Sumser: Here’s an insider’s look at AI ethics in practice

By: | March 3, 2021 • 4 min read
Emerging Intelligence columnist John Sumser is the principal analyst at HRExaminer. He researches the impact of data, analytics, AI and associated ethical issues on the workplace. John works with vendors and HR departments to identify problems, define solutions and clarify the narrative. He can be emailed at hreletters@lrp.com.

I want to tell you about a project I’ve been working on for most of the last year. As you may recall from prior columns, I am deeply concerned about ethics in AI in HR tech applications. Because when AI is applied to the lives and livelihoods of people at work, it is profoundly different than when used for consumer purposes.

AI used by employers to recruit, assess, manage, coach, develop, predict and “improve” their employees is fraught. The underlying models are extremely simplistic and error-prone. Design is often the product of upper-middle-class male college graduates from a narrow band of skin tones. Cursed and blessed by the proclivities of STEM professionals, these models come with a set of assumptions about the world and its workings.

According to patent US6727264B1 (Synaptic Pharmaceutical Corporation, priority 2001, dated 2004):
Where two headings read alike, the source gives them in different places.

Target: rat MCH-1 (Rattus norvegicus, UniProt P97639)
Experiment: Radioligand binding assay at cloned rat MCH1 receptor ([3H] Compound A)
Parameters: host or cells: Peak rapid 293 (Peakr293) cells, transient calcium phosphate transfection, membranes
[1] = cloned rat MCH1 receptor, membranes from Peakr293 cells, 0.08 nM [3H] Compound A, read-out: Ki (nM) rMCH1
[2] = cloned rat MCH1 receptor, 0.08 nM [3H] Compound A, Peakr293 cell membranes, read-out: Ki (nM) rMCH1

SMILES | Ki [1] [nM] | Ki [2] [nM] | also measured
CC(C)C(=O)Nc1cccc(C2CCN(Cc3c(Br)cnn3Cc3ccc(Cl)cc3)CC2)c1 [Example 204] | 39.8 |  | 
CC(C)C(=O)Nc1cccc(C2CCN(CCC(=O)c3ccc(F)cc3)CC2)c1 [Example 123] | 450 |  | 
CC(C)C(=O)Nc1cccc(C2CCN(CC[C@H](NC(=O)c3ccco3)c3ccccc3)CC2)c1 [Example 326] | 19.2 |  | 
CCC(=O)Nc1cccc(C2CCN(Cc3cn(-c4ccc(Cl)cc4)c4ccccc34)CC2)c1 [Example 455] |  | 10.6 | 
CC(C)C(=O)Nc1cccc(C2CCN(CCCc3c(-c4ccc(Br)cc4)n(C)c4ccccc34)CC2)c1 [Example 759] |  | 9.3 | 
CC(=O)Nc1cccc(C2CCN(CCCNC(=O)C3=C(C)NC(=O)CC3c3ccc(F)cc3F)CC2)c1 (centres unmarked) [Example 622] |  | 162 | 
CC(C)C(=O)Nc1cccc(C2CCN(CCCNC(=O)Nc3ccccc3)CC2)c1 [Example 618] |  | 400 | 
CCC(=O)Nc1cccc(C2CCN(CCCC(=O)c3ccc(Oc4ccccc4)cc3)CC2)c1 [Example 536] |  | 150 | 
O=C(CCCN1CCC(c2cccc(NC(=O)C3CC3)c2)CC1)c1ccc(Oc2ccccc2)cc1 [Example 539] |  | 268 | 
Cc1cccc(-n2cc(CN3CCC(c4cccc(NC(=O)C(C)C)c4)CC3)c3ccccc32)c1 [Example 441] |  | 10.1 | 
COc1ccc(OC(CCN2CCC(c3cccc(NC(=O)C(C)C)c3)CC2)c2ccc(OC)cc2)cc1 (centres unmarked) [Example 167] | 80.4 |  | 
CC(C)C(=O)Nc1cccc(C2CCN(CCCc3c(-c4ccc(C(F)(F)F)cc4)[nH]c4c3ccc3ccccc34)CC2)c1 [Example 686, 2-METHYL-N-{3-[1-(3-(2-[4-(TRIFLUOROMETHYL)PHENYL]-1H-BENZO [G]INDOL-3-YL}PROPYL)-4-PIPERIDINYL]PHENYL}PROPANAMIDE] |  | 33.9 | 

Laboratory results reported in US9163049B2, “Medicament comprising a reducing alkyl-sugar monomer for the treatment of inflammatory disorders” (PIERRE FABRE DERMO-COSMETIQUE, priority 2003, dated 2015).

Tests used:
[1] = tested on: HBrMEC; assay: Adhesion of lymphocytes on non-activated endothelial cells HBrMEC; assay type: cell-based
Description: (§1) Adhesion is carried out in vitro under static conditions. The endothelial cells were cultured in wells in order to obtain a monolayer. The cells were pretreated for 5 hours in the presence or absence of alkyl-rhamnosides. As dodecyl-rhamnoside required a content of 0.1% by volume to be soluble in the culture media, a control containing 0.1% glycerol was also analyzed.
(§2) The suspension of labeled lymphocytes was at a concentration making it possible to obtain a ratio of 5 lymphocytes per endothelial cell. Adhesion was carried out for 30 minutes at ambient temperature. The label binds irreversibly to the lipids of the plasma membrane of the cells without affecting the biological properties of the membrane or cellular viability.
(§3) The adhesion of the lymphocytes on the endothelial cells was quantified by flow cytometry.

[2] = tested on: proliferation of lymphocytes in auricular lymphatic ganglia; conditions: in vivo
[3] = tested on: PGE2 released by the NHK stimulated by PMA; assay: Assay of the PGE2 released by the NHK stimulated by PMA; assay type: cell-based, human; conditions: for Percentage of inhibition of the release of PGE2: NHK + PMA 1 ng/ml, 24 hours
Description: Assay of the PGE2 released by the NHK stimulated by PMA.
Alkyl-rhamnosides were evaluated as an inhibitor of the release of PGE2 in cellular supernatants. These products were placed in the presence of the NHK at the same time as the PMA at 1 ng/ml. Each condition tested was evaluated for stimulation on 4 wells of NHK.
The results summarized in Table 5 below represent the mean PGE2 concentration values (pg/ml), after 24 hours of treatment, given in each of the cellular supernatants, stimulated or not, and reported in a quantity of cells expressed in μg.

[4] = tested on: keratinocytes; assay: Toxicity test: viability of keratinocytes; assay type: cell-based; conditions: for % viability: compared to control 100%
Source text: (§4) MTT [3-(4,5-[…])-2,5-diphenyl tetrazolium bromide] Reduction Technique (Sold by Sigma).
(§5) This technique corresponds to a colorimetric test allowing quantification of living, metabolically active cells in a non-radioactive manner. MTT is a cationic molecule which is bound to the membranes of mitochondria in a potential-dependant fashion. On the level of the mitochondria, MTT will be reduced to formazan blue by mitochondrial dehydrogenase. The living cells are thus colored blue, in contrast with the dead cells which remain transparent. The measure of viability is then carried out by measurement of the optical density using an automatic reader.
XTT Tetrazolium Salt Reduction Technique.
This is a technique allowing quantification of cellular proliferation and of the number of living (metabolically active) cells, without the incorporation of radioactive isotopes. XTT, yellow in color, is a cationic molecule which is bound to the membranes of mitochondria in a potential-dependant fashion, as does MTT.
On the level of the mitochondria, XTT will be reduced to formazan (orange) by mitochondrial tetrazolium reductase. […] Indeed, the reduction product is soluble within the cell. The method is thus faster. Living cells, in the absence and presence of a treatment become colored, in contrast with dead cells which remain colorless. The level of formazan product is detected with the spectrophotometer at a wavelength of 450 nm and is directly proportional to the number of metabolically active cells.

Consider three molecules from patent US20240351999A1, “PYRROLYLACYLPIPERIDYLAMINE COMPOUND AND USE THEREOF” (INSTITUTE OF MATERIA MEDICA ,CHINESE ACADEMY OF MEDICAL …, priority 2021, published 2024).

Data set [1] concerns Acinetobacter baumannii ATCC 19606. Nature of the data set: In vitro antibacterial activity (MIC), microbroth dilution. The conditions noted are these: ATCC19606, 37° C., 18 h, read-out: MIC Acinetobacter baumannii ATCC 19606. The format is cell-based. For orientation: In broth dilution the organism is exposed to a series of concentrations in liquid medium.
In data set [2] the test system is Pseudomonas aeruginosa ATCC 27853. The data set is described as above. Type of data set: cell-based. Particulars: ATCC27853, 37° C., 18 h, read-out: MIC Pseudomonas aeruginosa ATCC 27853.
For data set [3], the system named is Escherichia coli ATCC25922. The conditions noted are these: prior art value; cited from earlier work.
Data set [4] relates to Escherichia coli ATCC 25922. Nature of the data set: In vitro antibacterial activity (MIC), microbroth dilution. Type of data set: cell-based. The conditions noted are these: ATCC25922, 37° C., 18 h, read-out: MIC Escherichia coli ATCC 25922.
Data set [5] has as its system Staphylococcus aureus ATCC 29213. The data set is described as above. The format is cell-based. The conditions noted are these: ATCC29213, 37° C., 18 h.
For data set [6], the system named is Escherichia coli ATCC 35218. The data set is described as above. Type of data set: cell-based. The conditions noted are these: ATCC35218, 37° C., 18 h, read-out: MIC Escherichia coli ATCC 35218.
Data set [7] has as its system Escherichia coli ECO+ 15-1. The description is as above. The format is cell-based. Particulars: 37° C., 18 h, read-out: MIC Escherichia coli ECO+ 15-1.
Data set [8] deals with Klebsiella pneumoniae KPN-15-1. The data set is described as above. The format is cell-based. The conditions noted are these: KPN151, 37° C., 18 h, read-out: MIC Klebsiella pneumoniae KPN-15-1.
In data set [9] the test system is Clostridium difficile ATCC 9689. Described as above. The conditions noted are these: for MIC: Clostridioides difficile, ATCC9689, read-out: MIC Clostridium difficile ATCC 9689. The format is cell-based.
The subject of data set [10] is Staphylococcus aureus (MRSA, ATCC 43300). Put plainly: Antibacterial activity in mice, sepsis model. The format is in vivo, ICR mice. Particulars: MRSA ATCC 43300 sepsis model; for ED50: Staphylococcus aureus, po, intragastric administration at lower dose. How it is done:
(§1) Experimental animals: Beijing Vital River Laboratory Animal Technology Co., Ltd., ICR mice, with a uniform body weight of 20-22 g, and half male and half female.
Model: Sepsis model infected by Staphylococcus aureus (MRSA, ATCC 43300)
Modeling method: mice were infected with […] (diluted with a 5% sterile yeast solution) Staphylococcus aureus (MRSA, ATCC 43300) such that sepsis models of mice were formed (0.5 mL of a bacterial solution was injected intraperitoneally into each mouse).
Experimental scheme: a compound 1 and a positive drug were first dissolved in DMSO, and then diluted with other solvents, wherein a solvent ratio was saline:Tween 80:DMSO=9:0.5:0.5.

At its essence, B2B AI used in HR tech creates a set of categories, then assigns people to them. It scores and predicts based on historical data. Given the past year, you might imagine there are lots of questions about the utility of using historical data for anything.

Related: Sumser will speak with CHROs Maxine Carrington of Northwell Health and Mary Ruberry of The Parking Spot during a March 18 panel discussion at Spring HR Tech.

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I believe HR software design and use should be deeply influenced by people who have a broader range of lived experiences and can see a bigger picture. Otherwise, AI is based on a limited perspective full of assumptions about how things work that are simply not true for many people.

Arena Analytics

Arena Analytics is a Baltimore-based recruiting technology company founded by Mike Rosenbaum. It’s his second company and is about four years old, though the product itself traces its roots back nearly a decade. Rosenbaum’s first company, 20-year-old super-successful Catalyte, finds potential technical professionals in unexpected places and develops them.

Arena Analytics uses machine learning and NLP to predict the likelihood that a candidate will thrive in a specific company, division, department or even under a certain supervisor on a particular shift. While its early-stage focus is healthcare, and it is already deployed into organizations in healthcare whose applicants represent 18% of the U.S. healthcare workforce (3.7 million unique job applicants per year), the company sees itself as a labor market disruptor that can apply the same ideas and tools in a broad range of settings.

See also: 4 things to avoid if you want to diversify your talent pool